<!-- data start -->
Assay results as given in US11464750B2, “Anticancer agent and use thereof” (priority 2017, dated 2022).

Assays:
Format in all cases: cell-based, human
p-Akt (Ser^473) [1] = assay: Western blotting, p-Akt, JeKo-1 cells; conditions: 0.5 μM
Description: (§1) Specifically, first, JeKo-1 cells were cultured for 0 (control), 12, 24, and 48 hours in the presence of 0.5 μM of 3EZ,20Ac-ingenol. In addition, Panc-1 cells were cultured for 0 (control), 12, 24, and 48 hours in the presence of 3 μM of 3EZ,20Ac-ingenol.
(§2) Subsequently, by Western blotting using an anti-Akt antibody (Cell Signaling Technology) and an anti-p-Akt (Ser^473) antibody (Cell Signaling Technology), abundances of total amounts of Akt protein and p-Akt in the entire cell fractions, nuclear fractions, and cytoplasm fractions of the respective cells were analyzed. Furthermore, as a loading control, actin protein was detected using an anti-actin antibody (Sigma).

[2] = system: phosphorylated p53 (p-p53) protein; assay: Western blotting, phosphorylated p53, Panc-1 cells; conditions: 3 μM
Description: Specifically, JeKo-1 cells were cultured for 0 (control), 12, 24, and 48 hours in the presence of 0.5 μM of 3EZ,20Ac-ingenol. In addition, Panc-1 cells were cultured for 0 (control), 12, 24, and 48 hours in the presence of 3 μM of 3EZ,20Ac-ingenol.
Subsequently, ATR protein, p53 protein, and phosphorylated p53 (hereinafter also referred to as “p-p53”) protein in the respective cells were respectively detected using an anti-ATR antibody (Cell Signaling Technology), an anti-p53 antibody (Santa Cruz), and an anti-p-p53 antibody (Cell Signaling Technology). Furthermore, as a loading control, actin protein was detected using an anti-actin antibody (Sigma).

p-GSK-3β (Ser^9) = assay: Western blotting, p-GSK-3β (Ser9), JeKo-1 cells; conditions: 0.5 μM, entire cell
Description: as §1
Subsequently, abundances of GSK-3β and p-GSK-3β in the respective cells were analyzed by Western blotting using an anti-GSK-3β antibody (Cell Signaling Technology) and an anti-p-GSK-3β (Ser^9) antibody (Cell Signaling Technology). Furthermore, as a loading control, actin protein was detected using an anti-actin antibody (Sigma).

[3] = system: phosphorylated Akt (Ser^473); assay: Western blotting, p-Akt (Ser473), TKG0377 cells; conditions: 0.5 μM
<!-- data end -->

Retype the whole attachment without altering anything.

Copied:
Assay results as given in US11464750B2, “Anticancer agent and use thereof” (priority 2017, dated 2022).

Assays:
Format in all cases: cell-based, human
p-Akt (Ser^473) [1] = assay: Western blotting, p-Akt, JeKo-1 cells; conditions: 0.5 μM
Description: (§1) Specifically, first, JeKo-1 cells were cultured for 0 (control), 12, 24, and 48 hours in the presence of 0.5 μM of 3EZ,20Ac-ingenol. In addition, Panc-1 cells were cultured for 0 (control), 12, 24, and 48 hours in the presence of 3 μM of 3EZ,20Ac-ingenol.
(§2) Subsequently, by Western blotting using an anti-Akt antibody (Cell Signaling Technology) and an anti-p-Akt (Ser^473) antibody (Cell Signaling Technology), abundances of total amounts of Akt protein and p-Akt in the entire cell fractions, nuclear fractions, and cytoplasm fractions of the respective cells were analyzed. Furthermore, as a loading control, actin protein was detected using an anti-actin antibody (Sigma).

[2] = system: phosphorylated p53 (p-p53) protein; assay: Western blotting, phosphorylated p53, Panc-1 cells; conditions: 3 μM
Description: Specifically, JeKo-1 cells were cultured for 0 (control), 12, 24, and 48 hours in the presence of 0.5 μM of 3EZ,20Ac-ingenol. In addition, Panc-1 cells were cultured for 0 (control), 12, 24, and 48 hours in the presence of 3 μM of 3EZ,20Ac-ingenol.
Subsequently, ATR protein, p53 protein, and phosphorylated p53 (hereinafter also referred to as “p-p53”) protein in the respective cells were respectively detected using an anti-ATR antibody (Cell Signaling Technology), an anti-p53 antibody (Santa Cruz), and an anti-p-p53 antibody (Cell Signaling Technology). Furthermore, as a loading control, actin protein was detected using an anti-actin antibody (Sigma).

p-GSK-3β (Ser^9) = assay: Western blotting, p-GSK-3β (Ser9), JeKo-1 cells; conditions: 0.5 μM, entire cell
Description: as §1
Subsequently, abundances of GSK-3β and p-GSK-3β in the respective cells were analyzed by Western blotting using an anti-GSK-3β antibody (Cell Signaling Technology) and an anti-p-GSK-3β (Ser^9) antibody (Cell Signaling Technology). Furthermore, as a loading control, actin protein was detected using an anti-actin antibody (Sigma).

[3] = system: phosphorylated Akt (Ser^473); assay: Western blotting, p-Akt (Ser473), TKG0377 cells; conditions: 0.5 μM